These devices are being dubbed “reference designs” and are being shipped out to persuade handset manufactures to build devices that will surround the new Intel hardware.

They can use as much or as little of the reference design as they like…..

The quote above was also stated by Smith as he hinted that we could see some serious hardware housing the new tech in January at CES. The Medfield design is directly in line with Intel’s “Atom” series chip set and promises to aim towards better battery consumption, something Intel is not really noted for.  What previously took several cores to accomplish will now be possible with only one core chip which will combine an array of functionality.   “This is our first offering that’s truly a single chip,” says Smith.  The “all-in-one design” aka system on a chip (SoC) has become the standard feature when it comes to ARM based CPU’s in today’s smartphones.

The prototype which Technology Review worked with had similar dimensions to the iPhone 4S however, was noticeably lighter since there is more plastic and not as much glass or metal.  The device was sporting Android 2.3 (Gingerbread).  In addition, it was said that the device was “powerful and pleasing” to use and was easily in a class and on par with the latest Apple device.  The handset could play Blue-ray quality video, stream to TV sets and browse the web with smooth and fast scrolling.  All in all we’re sort of looking forward to seeing what Intel can come up with.  On to CES!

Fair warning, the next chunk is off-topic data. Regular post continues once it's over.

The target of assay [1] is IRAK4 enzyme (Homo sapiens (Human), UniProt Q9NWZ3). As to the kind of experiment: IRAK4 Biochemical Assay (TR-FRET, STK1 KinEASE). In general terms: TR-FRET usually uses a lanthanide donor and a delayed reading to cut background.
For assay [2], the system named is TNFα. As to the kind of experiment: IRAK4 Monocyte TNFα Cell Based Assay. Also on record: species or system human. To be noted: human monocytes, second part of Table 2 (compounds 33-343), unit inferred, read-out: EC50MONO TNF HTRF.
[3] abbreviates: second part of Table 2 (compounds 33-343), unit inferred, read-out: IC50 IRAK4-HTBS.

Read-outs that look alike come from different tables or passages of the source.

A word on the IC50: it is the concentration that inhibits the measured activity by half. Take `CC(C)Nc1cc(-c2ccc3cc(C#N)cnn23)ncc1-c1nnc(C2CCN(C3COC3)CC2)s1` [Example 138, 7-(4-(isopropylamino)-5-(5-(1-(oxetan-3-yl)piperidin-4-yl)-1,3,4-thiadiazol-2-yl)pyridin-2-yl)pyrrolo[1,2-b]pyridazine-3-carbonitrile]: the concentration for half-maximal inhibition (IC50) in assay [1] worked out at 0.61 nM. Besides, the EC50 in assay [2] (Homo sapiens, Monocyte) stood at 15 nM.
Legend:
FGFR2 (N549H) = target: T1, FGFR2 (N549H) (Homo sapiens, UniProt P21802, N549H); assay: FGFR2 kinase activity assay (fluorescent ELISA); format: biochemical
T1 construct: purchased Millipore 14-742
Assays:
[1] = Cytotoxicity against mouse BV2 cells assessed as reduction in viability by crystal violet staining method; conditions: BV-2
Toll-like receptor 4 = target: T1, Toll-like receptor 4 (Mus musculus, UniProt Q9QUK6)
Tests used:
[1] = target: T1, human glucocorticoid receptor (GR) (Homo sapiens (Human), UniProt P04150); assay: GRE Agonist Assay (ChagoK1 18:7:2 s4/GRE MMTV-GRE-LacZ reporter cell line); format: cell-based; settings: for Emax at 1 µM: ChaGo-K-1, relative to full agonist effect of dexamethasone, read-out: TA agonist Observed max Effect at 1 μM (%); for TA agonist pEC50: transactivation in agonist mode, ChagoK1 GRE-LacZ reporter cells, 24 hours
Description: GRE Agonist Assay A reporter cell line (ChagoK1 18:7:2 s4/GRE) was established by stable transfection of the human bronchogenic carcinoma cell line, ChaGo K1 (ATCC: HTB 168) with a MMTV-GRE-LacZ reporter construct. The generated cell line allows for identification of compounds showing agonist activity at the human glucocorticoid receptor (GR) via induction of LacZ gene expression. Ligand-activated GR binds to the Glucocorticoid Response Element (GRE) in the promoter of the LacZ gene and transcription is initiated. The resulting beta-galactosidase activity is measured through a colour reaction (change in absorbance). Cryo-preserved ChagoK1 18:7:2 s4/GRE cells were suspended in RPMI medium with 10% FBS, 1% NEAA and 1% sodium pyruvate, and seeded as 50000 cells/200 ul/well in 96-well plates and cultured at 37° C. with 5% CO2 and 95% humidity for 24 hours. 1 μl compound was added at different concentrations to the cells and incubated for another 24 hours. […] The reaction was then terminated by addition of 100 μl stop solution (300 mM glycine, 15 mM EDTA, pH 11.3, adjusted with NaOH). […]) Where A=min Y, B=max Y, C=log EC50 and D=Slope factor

[via MIT]




App Inventor gets a new take on life thanks to MIT

Last week we heard the news that Google’s Android App Inventor was to be shut down. Speculation is that this is due in part to newly appointed CEO Larry Page’s desire to focus the company’s efforts. Of note, App Inventor isn’t the only product affected by this. The entirety of Google Labs is also “being phased out”. This is a significant loss for Android, as the Labs were directly responsible for mobile products we love like Google Goggles, Gesture Search, and Sky Map. What innovative new products might we now miss out on? Luckily the products mentioned above will continue to exist, but other Android Lab projects like BreadCrumb won’t be so lucky. It seemed at first as if App Inventor was also on that “do not recuscitate” list. Thankfully, however, Google announced that they would open source the project to whoever was willing to pick it up. Enter MIT. MIT has come up with a new Center for Mobile Learning to be housed in the famed MIT Media Lab. There, an open-sourced App Inventor will begin again in the hands of its original creator Hal Abelson as well as fellow MIT professors Eric Klopfer and Mitchel Resnick. By this partnership, App Inventor will likely be re-released under a dual Google/MIT license.   Read more